The Down and Dirty Guide to Outsourcing Your Business

Posted on / by Natalie Sisson / in Business Resources / 13 comments

This is Week 1 of the November Challenge and the second in the FOCUS series – Outsourcing. I present to you the awesome Maren Kate, queen of outsourcing, to share her top tips.

Hey all, my name is Maren Kate, and a few years ago, I was a budding entrepreneur who was working her little fingers to the bone and miserable.

I had created my first ‘business’ on eBay and though I enjoyed the freedom of not working for ‘the man’, I hated the constant inane tasks I had to do just to keep things rolling.

Years later, I’m a different person all together, as an entrepreneur and a person, but a lot of my growth has happened because of the delightful discovery I made towards the end of my days as a powerseller princess… I found outsourcing, and since then, my business has never been the same.

You may hear a lot of buzz about outsourcing and hiring virtual staff to take care of things as you grow your business, the biggest problem is most people have no clue on how to go about hiring a virtual worker or how to delegate one’s task when they have one.

Here is a down and dirty guide on outsourcing best practices.

1. Finding a good outsourced worker is critical.

You hire someone through the job board me and my partner created here, or you can get us to find a perfect virtual match by clicking here and take out all the leg work.

One thing I do suggest, no matter where you find your virtual staff is to be sure the site is to focus on finding a quality worker – not focus on paying the least possible.

Great virtual workers can run anywhere from 2 or 3 dollars an hour to 3 times that much depending on if they’re collecting data or coding your site. But being stingy and going with the cheapest option is always a bad deal and can come back to bite you in a big way when you outsource.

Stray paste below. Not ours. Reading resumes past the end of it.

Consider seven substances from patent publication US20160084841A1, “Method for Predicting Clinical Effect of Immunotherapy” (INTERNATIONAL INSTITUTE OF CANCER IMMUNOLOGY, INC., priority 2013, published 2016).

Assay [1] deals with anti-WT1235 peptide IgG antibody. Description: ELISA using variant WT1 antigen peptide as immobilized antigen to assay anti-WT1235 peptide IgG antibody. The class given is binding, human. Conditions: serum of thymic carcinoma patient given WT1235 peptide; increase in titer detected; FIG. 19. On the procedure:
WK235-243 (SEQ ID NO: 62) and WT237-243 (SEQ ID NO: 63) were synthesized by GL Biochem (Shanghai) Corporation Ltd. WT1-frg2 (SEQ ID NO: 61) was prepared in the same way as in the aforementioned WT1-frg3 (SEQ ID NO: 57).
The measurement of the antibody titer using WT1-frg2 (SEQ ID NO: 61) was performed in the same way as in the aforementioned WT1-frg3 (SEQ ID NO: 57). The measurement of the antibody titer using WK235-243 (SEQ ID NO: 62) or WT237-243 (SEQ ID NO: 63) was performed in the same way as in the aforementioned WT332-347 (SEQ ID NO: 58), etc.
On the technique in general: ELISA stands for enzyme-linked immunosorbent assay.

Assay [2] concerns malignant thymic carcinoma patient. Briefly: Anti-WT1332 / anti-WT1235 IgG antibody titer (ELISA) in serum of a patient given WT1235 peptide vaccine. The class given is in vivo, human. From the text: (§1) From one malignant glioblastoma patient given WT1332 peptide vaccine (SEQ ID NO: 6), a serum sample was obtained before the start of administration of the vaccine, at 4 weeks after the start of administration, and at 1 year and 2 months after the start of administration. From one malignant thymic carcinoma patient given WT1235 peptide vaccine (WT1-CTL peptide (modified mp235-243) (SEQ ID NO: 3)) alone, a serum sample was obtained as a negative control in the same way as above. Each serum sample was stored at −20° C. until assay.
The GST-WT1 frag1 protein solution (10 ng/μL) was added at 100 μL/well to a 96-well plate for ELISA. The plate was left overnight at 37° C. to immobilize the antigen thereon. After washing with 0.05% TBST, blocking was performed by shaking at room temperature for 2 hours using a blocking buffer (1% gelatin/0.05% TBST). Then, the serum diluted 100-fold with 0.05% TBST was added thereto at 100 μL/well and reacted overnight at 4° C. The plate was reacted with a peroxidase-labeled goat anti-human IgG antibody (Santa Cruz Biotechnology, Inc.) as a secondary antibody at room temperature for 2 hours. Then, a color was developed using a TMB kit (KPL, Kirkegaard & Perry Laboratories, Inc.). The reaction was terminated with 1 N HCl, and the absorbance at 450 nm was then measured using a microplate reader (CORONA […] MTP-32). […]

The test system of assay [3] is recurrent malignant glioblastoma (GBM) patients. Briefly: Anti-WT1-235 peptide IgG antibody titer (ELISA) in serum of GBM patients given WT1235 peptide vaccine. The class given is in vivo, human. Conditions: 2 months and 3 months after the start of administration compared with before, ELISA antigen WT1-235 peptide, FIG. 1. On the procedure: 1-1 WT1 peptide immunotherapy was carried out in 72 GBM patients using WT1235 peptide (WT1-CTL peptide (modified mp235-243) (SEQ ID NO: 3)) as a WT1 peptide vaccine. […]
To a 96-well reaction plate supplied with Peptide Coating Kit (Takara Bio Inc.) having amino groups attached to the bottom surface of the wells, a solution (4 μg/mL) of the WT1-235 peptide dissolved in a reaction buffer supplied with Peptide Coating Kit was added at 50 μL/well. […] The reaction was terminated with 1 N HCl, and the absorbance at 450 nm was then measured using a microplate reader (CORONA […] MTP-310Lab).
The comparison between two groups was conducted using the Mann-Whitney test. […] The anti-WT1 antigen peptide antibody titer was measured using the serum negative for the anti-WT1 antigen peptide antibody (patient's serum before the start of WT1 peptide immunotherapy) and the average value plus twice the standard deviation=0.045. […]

2. Describing your project well.

I’ve written a series of free guides that you can find on Scribd here that go into depth when it comes to assigning work and following through with a virtual worker.

Here are my top tips:

  • If you’re getting a site designed, create a mock up by using a wire frame like Balsamiq, giving examples of other sites you like and showing the designer a color palette you like beforehand.
  • When you’re assigning a project, be sure to be clear & specific and talk in absolutes versus intangibles. Don’t say “I want something that looks good” instead say “I want something that looks like X, works like Y and is red”.
  • If you don’t know much about your project, say it’s an iPhone app, do some research on the type of project beforehand. This will help you express yourself better and lead to less confusion between you and your virtual worker.
  • If you need admin help, start by spending a few days marking down all the tasks that aren’t absolutely essential for you to be doing (i.e. responding to customer service emails, interfacing with clients or approving blog comments). Then, assign some of the least critical ones to a virtual worker. If they do good with the small stuff, start allowing them to handle larger things, and from there you’ll develop a long term working relationship.

3. Outsourcing is like dating.

Most relationships are great for a time, they have their reasons for being, but after a few weeks or months things tend to wane and ties are broken.

Outsourcing can often be very similar as there are virtual workers you’ll hire for a one time gig (like developing a website) and others you’ll use for a few months (think SEO).

But the few, the special, are the outsourced workers who become a critical part of your team and stay with you for the long term. These outsourcing relationships may take some time to find, but once you’re together you won’t understand how you lived without them.

Maren Kate is an entrepreneur, outsourcing evangelist and blogger of Escaping the 9-5 who co-founded Virtual Zeta an outsourcing placement company that helps match entrepreneurs with a virtual worker that meets their needs.